Another yellow flag is tougher competition. Launched as a challenger bank, Tinkoff is now the second largest provider of credit cards in Russia, behind only state-owned goliath Sberbank. This success has left Tinkoff with a target on its back as others play catch-up and industry figures cite the Tinkoff model as one to learn from.
VTB Capital’s Shlemov told The Moscow Times today’s listing should be seen in this context, as a move to “offset the negative implications that are coming from weakening fundamentals.”
Crucially, by listing on the Moscow Exchange, Tinkoff’s shares become eligible for inclusion in the MSCI Russia share index.
Inclusion, expected sometime next year, would mean an estimated $200 million boost in demand from institutional investors who buy funds that track the MSCI Russia index.
Being listed in Moscow will also help Tinkoff attract the attention of the booming number of Russian retail investors — up 50% so far this year to three million. Moscow-based investors are more likely to be familiar with the Tinkoff brand than those in London. Moreover, Tinkoff’s mobile broker service is already the market leader, with more clients than anybody else, including Sberbank.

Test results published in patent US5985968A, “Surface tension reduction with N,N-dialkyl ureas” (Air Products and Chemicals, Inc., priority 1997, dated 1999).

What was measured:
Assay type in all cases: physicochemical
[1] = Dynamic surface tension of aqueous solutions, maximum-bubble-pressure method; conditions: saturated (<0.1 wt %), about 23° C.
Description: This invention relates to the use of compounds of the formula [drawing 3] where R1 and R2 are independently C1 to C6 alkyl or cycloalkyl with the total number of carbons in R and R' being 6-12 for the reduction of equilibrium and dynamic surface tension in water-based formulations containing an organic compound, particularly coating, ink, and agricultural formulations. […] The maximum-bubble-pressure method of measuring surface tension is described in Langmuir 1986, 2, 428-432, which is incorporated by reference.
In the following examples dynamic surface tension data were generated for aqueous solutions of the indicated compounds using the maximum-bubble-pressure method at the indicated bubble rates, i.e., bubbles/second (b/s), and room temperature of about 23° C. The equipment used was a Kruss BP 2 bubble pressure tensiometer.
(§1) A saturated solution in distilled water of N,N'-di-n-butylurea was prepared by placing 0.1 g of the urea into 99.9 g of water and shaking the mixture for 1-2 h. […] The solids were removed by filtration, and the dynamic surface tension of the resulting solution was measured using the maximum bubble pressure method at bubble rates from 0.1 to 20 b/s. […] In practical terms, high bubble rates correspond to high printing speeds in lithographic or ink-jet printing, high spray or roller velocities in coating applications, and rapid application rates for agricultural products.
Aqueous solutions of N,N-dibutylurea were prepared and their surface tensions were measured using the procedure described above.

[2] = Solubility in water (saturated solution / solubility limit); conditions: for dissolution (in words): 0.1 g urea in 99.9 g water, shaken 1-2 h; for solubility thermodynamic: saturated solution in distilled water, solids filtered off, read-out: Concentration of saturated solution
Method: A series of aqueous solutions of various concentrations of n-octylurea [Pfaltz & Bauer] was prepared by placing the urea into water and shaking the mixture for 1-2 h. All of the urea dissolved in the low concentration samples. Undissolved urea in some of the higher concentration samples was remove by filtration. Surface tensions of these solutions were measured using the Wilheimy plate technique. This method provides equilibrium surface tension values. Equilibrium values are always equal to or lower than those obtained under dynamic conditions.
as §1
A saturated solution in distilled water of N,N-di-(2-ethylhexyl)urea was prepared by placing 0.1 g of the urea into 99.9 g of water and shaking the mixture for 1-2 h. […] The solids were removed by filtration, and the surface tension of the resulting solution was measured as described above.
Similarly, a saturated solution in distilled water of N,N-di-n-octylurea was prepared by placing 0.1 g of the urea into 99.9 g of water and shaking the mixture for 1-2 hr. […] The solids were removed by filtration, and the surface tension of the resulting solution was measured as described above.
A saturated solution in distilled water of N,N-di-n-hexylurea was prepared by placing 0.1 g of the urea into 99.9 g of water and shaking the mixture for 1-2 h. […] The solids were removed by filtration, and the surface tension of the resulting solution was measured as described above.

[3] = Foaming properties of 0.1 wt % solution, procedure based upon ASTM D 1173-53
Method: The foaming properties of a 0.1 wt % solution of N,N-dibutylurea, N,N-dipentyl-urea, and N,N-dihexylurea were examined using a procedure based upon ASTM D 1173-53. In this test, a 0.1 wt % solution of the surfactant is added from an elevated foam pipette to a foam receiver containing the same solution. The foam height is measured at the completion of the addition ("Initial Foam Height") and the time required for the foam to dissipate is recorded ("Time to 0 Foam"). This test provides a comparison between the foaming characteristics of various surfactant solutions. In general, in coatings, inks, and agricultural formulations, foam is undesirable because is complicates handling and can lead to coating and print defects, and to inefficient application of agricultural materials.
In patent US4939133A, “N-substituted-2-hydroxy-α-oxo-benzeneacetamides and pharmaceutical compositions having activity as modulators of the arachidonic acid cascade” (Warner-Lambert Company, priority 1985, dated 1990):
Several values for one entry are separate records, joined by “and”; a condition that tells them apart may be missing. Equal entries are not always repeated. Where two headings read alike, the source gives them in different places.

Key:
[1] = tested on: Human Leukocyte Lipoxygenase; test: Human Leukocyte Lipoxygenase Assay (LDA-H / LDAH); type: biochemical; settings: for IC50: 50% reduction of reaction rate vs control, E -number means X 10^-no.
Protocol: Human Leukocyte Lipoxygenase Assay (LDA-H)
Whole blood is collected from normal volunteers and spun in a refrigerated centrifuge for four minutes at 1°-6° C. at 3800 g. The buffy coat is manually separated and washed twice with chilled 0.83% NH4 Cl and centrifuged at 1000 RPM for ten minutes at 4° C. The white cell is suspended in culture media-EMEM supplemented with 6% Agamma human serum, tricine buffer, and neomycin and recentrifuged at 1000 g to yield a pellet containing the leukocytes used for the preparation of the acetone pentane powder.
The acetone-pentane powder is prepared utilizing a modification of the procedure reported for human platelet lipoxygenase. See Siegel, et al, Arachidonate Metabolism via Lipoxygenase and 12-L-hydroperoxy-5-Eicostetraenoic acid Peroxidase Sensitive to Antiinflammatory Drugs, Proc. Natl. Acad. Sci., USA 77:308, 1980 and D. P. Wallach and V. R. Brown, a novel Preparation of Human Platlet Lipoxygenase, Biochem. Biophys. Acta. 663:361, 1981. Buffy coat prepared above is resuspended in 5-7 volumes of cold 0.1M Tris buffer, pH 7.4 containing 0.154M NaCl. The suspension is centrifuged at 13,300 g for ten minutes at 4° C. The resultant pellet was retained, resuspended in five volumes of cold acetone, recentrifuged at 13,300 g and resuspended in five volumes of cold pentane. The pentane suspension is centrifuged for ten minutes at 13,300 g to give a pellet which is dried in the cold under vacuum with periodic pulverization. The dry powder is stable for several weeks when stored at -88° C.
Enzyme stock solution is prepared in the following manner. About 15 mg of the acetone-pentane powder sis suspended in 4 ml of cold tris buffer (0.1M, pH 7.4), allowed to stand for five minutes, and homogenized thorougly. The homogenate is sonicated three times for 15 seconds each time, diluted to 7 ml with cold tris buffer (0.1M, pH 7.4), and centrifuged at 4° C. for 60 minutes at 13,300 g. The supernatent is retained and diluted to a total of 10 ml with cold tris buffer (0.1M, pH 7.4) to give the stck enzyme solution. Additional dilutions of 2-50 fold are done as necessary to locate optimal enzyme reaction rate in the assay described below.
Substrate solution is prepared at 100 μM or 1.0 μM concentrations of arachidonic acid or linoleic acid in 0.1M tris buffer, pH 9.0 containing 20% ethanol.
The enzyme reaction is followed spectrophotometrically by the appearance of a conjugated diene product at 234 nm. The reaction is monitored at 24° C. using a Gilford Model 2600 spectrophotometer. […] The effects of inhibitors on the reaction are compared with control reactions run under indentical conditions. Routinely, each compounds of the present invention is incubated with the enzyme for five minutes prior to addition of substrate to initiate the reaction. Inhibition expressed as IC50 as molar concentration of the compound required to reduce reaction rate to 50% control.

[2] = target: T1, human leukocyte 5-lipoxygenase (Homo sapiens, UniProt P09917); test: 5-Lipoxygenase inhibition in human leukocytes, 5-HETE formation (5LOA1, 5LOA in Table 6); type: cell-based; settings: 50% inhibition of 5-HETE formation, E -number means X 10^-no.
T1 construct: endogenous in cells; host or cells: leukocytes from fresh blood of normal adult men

The “Tinkoff Investments [mobile] app accounts for over 30% of retail investment accounts registered on the Moscow Exchange,” said Hughes. “Our listing on the Moscow Exchange should expand the company’s investor base to include Russian investors who are not present in London.”
Tinkoff’s investment app is what Hughes calls a “locomotive product” — something designed to bring in customers who don’t want a Tinkoff loan or credit card.
“Our single most important metric is the number of customers that we have. We don’t like giving large loans to an individual customer. So we grow by the number of customers in our base, not by the balance of each customer in terms of borrowing.”
Other products designed to help Tinkoff hit its target of 20 million customers in three years include insurance, travel tickets, debit cards and small business bank accounts.
Tinkoff CEO Hughes says there will be slower growth in Tinkoff’s core lending products over the medium-term, and that other parts of the business will be vital in continuing to secure 400,000 new customers every month.
“This year was a one-off in terms of faster loan growth. We will not be growing our loan book by 60% next year. It’ll be back to normal — whatever that’s going to be.”
With new regulations largely focused on unsecured loans, Hughes said: “Secured lending will be one of the biggest drivers of our growth in terms of the balance sheet over the next few years.”
The bank also said it will resume paying quarterly dividends to investors in March or April next year, following a temporary suspension in June 2019.
Tinkoff shares were up 3% to a two-month high in morning trading in London on the news.
Asked whether any future moves to woo investors were in the pipeline, Hughes responded: “Do we need a third listing? It’s a big question. Never say never.”